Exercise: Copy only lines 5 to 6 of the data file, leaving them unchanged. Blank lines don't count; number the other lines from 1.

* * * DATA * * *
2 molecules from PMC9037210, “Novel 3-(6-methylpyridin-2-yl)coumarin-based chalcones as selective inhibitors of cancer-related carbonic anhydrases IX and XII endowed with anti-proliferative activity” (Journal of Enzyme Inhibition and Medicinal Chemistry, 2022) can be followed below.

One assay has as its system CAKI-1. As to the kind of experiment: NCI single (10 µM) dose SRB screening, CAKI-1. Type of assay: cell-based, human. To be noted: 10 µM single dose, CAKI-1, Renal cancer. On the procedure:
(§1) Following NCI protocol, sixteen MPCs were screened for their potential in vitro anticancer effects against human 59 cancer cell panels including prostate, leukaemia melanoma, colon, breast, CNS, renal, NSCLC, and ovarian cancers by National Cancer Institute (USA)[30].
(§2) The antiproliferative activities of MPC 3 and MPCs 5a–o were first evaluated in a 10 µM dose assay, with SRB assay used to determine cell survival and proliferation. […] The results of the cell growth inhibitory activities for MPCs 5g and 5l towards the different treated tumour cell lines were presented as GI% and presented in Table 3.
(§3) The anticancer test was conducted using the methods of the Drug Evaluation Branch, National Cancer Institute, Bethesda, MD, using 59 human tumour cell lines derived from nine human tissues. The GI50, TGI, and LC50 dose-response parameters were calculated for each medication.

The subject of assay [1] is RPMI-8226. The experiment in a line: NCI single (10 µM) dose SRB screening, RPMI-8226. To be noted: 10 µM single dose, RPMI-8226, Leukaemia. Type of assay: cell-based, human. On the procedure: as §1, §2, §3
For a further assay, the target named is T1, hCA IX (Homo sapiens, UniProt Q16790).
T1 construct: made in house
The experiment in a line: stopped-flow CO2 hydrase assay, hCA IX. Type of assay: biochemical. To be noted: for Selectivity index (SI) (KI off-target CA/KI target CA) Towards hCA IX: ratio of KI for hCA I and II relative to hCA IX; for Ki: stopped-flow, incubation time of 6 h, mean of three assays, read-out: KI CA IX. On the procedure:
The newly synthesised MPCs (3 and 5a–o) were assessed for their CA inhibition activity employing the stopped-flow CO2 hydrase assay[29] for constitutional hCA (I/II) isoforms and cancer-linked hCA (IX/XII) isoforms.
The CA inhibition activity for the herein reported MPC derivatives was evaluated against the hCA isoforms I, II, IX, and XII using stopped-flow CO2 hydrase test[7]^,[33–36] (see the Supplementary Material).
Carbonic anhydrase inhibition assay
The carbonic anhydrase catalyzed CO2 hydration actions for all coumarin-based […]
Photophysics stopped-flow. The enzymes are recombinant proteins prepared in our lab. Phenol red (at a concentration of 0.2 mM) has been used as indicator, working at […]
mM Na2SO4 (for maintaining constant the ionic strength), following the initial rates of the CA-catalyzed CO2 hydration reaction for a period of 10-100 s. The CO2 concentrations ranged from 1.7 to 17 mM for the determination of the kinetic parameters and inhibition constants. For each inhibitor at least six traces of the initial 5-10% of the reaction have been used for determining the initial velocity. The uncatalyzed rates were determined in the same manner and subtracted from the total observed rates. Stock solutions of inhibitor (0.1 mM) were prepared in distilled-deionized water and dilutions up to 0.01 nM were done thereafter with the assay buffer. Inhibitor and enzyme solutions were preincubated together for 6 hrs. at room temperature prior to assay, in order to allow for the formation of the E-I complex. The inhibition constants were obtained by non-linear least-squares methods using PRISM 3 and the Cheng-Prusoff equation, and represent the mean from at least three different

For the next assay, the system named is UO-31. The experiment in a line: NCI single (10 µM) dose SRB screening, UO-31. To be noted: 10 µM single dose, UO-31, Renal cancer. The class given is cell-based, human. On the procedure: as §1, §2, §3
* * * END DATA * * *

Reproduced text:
(§3) The anticancer test was conducted using the methods of the Drug Evaluation Branch, National Cancer Institute, Bethesda, MD, using 59 human tumour cell lines derived from nine human tissues. The GI50, TGI, and LC50 dose-response parameters were calculated for each medication.

The subject of assay [1] is RPMI-8226. The experiment in a line: NCI single (10 µM) dose SRB screening, RPMI-8226. To be noted: 10 µM single dose, RPMI-8226, Leukaemia. Type of assay: cell-based, human. On the procedure: as §1, §2, §3